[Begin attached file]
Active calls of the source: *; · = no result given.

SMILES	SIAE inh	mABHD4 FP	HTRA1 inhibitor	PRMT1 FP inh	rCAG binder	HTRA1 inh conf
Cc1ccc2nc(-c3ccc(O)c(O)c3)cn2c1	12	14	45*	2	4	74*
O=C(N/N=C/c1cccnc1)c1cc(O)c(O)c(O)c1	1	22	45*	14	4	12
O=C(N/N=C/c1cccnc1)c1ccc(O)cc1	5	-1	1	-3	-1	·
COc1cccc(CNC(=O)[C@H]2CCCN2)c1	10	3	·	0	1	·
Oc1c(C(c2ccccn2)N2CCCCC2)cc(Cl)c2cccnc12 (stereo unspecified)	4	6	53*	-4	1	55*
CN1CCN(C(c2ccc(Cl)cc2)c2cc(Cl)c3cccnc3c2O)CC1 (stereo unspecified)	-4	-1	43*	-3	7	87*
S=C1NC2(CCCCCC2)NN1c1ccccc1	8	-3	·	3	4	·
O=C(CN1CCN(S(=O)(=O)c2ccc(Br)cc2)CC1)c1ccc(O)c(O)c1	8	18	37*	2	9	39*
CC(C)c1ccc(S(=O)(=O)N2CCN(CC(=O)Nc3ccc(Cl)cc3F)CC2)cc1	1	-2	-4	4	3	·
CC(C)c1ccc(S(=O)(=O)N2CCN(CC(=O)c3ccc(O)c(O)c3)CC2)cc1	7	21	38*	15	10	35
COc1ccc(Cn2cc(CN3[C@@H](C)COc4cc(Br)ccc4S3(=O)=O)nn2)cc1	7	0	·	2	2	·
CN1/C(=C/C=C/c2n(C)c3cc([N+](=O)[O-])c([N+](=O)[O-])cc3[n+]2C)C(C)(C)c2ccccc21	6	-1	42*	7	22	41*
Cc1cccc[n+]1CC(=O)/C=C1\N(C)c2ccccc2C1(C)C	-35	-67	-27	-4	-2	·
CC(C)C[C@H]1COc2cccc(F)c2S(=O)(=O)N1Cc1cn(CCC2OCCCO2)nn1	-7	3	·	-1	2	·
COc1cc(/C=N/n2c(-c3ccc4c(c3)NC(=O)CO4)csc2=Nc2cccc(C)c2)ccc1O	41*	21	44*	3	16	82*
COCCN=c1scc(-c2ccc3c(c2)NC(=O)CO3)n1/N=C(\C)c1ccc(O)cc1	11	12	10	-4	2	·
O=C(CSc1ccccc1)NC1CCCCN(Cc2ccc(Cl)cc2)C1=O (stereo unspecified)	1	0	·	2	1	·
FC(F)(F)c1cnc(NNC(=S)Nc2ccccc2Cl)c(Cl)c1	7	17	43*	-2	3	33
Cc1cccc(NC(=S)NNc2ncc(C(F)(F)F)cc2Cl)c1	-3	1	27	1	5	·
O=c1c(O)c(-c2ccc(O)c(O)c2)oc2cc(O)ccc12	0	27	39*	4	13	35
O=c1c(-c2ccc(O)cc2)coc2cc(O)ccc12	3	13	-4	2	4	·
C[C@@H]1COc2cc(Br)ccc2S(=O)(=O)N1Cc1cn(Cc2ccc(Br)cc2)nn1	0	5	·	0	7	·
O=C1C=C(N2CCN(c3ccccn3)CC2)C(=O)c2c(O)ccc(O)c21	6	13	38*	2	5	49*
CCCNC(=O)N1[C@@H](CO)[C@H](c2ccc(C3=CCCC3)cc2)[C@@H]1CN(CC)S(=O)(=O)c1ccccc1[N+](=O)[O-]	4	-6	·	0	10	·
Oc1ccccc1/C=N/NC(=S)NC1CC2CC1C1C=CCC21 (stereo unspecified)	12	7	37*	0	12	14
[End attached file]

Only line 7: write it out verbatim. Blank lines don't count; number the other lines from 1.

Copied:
Oc1c(C(c2ccccn2)N2CCCCC2)cc(Cl)c2cccnc12 (stereo unspecified)	4	6	53*	-4	1	55*